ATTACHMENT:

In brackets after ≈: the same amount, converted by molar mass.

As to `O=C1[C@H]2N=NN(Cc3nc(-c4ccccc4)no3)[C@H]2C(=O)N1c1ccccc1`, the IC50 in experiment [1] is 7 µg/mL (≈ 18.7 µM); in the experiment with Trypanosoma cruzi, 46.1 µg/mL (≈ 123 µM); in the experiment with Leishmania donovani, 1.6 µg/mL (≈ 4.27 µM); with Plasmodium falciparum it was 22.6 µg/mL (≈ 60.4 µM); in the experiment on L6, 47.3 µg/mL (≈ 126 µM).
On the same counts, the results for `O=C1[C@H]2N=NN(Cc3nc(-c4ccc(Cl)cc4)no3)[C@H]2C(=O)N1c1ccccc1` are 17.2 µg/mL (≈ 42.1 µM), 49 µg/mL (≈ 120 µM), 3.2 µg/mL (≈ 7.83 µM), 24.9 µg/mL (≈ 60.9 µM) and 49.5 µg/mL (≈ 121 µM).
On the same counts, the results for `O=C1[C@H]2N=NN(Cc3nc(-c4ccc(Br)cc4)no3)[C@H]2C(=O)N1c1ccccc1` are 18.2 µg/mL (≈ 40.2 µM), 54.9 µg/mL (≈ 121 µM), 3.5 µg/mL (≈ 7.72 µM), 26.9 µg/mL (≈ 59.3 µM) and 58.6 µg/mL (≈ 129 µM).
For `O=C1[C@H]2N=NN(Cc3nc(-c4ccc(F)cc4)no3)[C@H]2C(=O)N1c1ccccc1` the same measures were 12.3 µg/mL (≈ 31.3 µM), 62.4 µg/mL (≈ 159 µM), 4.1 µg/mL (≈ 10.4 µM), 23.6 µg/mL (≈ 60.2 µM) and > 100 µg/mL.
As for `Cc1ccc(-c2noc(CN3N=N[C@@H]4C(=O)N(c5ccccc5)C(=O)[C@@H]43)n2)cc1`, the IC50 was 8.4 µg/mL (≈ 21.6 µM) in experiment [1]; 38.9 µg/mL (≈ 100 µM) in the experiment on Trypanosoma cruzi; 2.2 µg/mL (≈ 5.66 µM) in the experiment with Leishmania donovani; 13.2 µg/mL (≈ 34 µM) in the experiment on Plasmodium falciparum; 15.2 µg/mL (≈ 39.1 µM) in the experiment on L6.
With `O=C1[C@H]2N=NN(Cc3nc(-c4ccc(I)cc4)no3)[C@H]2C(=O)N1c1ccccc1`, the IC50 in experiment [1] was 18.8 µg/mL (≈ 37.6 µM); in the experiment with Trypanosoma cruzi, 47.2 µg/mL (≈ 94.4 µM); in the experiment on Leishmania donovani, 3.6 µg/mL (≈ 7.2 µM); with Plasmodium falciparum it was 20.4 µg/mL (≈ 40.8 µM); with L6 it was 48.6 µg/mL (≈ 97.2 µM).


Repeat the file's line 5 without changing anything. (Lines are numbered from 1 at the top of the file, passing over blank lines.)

For `O=C1[C@H]2N=NN(Cc3nc(-c4ccc(F)cc4)no3)[C@H]2C(=O)N1c1ccccc1` the same measures were 12.3 µg/mL (≈ 31.3 µM), 62.4 µg/mL (≈ 159 µM), 4.1 µg/mL (≈ 10.4 µM), 23.6 µg/mL (≈ 60.2 µM) and > 100 µg/mL.